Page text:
John Hathaway was a legendary bicycle tourist long before most bicycle tourists were off of their training wheels. When Hathaway, an Adventure Cycling member, passed through Missoula in the summer of 1993 on his 30,000-mile, 24-month tour of the U.S., he was 68 years old.
Hathaway had ridden about 110,000 miles since he began touring in 1953. In 1955, he pedaled from Vancouver to Montreal via New Orleans. A Trans Canada ride, Halifax to Vancouver, took him only 24 1/2 days and gave him the Trans Canada world record, a record that stood for 20 years. "I had to cover 1,000 miles of that on gravel roads," he said in the Toronto Globe and Mail in 1998. "The Trans Canada Highway didn't go all the way."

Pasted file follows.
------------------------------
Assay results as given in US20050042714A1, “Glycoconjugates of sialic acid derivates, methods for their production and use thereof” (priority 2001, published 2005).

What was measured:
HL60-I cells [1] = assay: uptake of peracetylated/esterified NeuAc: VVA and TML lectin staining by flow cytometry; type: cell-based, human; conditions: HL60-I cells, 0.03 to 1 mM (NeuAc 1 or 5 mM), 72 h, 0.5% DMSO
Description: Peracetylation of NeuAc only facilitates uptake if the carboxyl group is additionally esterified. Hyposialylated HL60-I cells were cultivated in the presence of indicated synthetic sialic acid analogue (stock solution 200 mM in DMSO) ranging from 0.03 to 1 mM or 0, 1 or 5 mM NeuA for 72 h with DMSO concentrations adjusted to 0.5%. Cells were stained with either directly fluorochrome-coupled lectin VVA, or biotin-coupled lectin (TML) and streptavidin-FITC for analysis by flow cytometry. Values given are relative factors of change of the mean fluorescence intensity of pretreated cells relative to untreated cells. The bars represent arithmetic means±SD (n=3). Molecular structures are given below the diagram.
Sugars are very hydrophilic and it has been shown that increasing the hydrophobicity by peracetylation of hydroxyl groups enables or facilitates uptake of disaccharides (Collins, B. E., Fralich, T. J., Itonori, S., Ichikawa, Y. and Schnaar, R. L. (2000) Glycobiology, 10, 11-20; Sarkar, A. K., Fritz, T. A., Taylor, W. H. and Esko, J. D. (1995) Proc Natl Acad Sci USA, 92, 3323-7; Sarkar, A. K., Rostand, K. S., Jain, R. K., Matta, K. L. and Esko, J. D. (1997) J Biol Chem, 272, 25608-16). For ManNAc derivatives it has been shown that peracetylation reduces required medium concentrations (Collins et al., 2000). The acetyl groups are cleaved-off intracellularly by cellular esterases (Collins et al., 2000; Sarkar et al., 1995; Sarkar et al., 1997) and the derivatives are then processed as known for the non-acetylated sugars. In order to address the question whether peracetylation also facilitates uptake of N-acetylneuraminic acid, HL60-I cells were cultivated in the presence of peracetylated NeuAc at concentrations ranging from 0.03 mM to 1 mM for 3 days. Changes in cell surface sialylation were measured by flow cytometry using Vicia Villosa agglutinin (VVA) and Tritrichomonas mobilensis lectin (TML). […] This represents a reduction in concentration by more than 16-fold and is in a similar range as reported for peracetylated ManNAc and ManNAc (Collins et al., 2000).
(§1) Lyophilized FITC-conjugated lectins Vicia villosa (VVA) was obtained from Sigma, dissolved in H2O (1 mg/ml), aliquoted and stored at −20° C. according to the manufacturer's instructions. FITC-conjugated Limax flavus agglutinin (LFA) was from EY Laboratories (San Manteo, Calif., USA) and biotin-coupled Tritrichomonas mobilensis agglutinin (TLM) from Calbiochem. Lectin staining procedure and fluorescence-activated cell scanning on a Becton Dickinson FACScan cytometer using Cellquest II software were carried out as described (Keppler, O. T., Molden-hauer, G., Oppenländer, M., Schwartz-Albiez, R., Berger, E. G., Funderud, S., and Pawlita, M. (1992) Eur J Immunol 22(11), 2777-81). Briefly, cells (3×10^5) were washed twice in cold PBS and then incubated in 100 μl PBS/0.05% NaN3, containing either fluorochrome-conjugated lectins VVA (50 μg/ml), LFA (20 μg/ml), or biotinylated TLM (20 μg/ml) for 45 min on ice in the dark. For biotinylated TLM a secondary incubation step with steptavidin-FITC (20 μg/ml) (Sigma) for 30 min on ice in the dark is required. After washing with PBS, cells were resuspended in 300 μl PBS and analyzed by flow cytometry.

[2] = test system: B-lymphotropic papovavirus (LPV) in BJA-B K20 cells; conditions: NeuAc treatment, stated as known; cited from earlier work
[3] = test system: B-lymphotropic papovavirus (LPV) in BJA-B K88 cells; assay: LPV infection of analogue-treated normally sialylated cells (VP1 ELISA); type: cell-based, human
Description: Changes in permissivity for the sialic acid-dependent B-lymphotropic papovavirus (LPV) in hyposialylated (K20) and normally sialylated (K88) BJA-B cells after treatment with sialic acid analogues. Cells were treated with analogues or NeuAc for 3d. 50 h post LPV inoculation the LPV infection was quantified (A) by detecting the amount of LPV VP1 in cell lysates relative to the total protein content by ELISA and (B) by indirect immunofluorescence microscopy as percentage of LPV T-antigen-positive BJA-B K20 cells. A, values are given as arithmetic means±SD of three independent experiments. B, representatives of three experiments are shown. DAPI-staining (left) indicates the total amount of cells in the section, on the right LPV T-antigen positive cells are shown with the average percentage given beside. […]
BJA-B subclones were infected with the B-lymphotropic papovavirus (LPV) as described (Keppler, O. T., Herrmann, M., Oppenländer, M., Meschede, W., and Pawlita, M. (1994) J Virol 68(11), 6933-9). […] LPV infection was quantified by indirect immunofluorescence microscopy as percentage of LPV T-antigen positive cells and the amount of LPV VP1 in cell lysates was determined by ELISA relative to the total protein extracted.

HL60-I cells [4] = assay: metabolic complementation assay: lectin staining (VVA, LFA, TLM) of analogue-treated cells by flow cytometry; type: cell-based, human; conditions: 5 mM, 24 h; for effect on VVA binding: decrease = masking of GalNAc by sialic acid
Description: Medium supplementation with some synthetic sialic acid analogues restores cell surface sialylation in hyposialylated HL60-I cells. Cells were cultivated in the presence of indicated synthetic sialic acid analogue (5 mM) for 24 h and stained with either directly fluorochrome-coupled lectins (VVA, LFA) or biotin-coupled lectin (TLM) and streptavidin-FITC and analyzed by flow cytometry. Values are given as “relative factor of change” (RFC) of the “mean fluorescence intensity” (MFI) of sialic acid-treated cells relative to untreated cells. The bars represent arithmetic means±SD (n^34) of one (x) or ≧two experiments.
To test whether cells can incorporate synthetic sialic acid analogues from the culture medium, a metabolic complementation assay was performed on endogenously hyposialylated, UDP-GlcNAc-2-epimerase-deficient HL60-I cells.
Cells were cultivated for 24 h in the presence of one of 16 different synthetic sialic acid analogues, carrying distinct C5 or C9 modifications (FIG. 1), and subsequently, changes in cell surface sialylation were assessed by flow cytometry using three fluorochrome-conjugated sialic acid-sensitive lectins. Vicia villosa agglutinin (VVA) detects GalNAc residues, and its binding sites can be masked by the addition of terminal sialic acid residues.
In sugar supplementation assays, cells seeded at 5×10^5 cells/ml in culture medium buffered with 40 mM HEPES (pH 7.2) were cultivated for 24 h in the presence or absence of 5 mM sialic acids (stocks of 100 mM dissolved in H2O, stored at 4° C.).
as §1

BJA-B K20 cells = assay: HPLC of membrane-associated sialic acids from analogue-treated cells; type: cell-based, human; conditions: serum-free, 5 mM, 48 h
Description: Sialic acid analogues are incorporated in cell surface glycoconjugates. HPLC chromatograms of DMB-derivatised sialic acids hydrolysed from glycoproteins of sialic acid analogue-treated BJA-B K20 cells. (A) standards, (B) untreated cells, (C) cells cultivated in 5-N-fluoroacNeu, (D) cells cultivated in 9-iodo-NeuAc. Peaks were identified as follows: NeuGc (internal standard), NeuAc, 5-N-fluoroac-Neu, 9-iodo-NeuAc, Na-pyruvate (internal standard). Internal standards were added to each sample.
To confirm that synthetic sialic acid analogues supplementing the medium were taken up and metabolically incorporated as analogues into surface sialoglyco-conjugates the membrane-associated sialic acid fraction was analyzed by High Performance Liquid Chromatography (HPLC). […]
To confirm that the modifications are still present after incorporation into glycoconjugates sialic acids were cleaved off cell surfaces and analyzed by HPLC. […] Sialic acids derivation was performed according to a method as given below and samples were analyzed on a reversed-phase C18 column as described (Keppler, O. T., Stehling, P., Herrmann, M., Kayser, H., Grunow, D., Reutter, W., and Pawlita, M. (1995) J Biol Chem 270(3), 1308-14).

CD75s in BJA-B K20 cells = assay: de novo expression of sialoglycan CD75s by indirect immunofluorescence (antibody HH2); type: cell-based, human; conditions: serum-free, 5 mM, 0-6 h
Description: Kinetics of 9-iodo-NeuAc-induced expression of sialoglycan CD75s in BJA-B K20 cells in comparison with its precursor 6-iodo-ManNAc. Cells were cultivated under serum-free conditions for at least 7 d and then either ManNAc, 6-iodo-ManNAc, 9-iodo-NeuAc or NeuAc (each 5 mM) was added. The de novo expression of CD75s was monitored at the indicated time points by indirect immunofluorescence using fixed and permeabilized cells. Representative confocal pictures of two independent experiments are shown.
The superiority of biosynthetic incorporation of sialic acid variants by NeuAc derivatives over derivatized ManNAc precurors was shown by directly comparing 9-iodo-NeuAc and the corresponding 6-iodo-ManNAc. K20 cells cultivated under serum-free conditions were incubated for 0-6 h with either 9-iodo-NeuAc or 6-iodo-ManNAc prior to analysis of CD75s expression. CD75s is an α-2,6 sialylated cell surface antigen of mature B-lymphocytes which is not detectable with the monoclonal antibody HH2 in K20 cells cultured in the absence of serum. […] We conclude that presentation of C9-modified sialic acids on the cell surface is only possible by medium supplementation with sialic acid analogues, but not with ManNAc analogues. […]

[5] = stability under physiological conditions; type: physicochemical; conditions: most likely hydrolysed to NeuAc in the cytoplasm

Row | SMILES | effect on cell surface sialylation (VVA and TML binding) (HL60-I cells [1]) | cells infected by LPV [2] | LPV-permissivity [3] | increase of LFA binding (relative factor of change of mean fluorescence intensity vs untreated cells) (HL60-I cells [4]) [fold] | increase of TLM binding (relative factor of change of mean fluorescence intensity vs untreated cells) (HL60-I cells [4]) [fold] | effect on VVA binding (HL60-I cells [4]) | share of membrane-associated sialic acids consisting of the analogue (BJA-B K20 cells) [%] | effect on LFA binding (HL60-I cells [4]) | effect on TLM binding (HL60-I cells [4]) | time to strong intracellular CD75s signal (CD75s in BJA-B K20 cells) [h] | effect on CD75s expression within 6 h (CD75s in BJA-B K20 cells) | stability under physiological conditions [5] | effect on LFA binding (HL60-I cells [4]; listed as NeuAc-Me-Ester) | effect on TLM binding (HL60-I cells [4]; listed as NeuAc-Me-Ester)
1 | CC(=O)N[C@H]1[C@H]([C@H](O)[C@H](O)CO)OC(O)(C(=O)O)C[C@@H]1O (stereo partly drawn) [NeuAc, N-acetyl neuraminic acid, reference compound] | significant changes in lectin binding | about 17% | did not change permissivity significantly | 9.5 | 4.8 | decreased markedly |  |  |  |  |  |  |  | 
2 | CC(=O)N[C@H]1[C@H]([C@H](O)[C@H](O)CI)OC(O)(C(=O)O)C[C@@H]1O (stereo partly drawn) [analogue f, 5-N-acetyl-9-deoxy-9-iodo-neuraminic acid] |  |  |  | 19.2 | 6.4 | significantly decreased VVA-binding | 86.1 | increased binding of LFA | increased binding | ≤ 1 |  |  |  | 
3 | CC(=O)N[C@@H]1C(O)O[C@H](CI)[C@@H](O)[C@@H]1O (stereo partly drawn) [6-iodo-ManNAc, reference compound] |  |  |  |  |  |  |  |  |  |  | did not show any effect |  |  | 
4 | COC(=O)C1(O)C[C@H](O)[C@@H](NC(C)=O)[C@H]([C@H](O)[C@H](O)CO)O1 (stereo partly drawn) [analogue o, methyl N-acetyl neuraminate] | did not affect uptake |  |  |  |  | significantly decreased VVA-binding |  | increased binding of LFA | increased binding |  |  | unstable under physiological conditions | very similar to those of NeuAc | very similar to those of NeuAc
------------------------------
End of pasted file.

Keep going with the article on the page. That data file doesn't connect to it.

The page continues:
His 50,600-mile, 100-week world tour in 1972-74 led him through 52 countries and six continents, and earned a spot in the Guinness Book of World Records.
Adventure Cyclist contributor John Rakowski rode briefly with Hathaway a few years ago in Caracas, Venezuela. "Though a short, slim man, he was all muscle - his body looked made of tangled rope - and I wasn't able to keep up with him," wrote Rakowski.
Hathaway, who began cycling as a racer in England at the age of 18, compiled a list of the health problems and cycling injuries he's suffered from since 1950. Among the more remarkable include a broken hip in 1972, of which Hathaway writes, "Secured with three pins, still in, no problem." In 1987, he was hit by a truck while riding in Argentina. He listed his injuries as "Broken back, two compressed vertebrae, no problem."